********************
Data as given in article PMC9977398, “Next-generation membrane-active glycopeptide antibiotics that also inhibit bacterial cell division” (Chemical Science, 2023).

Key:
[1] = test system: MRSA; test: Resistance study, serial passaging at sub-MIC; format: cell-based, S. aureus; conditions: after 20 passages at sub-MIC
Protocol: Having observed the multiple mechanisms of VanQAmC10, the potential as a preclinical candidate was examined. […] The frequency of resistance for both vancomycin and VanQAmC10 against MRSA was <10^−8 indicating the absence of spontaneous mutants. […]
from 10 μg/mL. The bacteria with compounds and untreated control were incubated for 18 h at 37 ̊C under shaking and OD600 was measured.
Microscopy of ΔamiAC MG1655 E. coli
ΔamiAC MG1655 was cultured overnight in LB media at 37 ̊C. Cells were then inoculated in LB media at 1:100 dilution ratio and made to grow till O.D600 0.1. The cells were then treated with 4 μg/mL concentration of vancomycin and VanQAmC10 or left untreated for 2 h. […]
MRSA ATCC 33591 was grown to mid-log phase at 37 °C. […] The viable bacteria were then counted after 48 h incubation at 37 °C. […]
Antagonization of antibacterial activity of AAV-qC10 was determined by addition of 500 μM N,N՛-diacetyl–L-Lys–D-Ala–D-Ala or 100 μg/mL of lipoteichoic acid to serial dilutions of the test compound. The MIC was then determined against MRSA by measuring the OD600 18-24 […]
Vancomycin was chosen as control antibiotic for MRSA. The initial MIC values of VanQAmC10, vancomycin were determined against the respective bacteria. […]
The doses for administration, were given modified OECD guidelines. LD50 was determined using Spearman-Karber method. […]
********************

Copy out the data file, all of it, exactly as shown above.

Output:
Data as given in article PMC9977398, “Next-generation membrane-active glycopeptide antibiotics that also inhibit bacterial cell division” (Chemical Science, 2023).

Key:
[1] = test system: MRSA; test: Resistance study, serial passaging at sub-MIC; format: cell-based, S. aureus; conditions: after 20 passages at sub-MIC
Protocol: Having observed the multiple mechanisms of VanQAmC10, the potential as a preclinical candidate was examined. […] The frequency of resistance for both vancomycin and VanQAmC10 against MRSA was <10^−8 indicating the absence of spontaneous mutants. […]
from 10 μg/mL. The bacteria with compounds and untreated control were incubated for 18 h at 37 ̊C under shaking and OD600 was measured.
Microscopy of ΔamiAC MG1655 E. coli
ΔamiAC MG1655 was cultured overnight in LB media at 37 ̊C. Cells were then inoculated in LB media at 1:100 dilution ratio and made to grow till O.D600 0.1. The cells were then treated with 4 μg/mL concentration of vancomycin and VanQAmC10 or left untreated for 2 h. […]
MRSA ATCC 33591 was grown to mid-log phase at 37 °C. […] The viable bacteria were then counted after 48 h incubation at 37 °C. […]
Antagonization of antibacterial activity of AAV-qC10 was determined by addition of 500 μM N,N՛-diacetyl–L-Lys–D-Ala–D-Ala or 100 μg/mL of lipoteichoic acid to serial dilutions of the test compound. The MIC was then determined against MRSA by measuring the OD600 18-24 […]
Vancomycin was chosen as control antibiotic for MRSA. The initial MIC values of VanQAmC10, vancomycin were determined against the respective bacteria. […]
The doses for administration, were given modified OECD guidelines. LD50 was determined using Spearman-Karber method. […]